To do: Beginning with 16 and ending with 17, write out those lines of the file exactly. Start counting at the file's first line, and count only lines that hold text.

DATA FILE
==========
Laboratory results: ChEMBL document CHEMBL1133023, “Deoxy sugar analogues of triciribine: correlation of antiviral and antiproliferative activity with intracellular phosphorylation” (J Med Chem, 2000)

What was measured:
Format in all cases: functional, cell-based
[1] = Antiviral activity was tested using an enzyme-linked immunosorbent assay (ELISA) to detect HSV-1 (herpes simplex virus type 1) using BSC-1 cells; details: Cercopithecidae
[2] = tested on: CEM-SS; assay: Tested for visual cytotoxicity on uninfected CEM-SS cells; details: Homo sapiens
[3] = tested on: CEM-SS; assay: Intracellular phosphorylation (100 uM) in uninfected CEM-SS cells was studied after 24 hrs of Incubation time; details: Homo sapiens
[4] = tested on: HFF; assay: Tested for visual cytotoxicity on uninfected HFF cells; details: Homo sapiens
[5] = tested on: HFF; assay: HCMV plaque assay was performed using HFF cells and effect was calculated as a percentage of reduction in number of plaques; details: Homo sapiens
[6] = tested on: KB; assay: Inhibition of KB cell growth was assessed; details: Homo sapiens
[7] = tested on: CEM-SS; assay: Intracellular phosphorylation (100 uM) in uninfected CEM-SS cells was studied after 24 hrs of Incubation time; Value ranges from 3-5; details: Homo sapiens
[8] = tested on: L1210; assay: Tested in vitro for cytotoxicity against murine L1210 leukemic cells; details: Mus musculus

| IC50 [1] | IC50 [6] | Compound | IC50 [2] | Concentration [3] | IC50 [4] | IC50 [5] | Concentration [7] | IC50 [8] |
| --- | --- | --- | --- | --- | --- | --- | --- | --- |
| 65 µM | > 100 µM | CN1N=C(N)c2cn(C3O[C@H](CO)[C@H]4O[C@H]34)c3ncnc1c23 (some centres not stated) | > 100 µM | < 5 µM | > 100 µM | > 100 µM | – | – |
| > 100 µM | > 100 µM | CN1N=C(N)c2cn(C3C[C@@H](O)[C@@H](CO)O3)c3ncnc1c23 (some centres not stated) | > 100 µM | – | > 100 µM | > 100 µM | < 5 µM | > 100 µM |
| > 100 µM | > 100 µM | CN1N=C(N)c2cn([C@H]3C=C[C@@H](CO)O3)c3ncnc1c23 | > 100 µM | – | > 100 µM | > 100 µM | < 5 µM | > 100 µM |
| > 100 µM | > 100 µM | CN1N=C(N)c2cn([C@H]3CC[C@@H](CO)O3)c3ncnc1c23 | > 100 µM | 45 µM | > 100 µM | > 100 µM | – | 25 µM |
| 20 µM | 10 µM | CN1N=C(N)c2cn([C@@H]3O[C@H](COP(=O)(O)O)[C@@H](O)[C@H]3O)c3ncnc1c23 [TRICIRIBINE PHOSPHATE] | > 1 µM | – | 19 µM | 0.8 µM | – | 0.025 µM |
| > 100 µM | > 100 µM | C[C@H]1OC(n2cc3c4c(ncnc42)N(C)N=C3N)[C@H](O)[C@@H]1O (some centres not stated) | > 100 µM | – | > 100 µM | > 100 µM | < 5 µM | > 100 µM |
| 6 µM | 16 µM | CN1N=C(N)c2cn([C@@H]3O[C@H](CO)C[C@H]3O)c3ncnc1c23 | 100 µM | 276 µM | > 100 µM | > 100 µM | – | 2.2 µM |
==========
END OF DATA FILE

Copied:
| > 100 µM | > 100 µM | CN1N=C(N)c2cn([C@H]3C=C[C@@H](CO)O3)c3ncnc1c23 | > 100 µM | – | > 100 µM | > 100 µM | < 5 µM | > 100 µM |
| > 100 µM | > 100 µM | CN1N=C(N)c2cn([C@H]3CC[C@@H](CO)O3)c3ncnc1c23 | > 100 µM | 45 µM | > 100 µM | > 100 µM | – | 25 µM |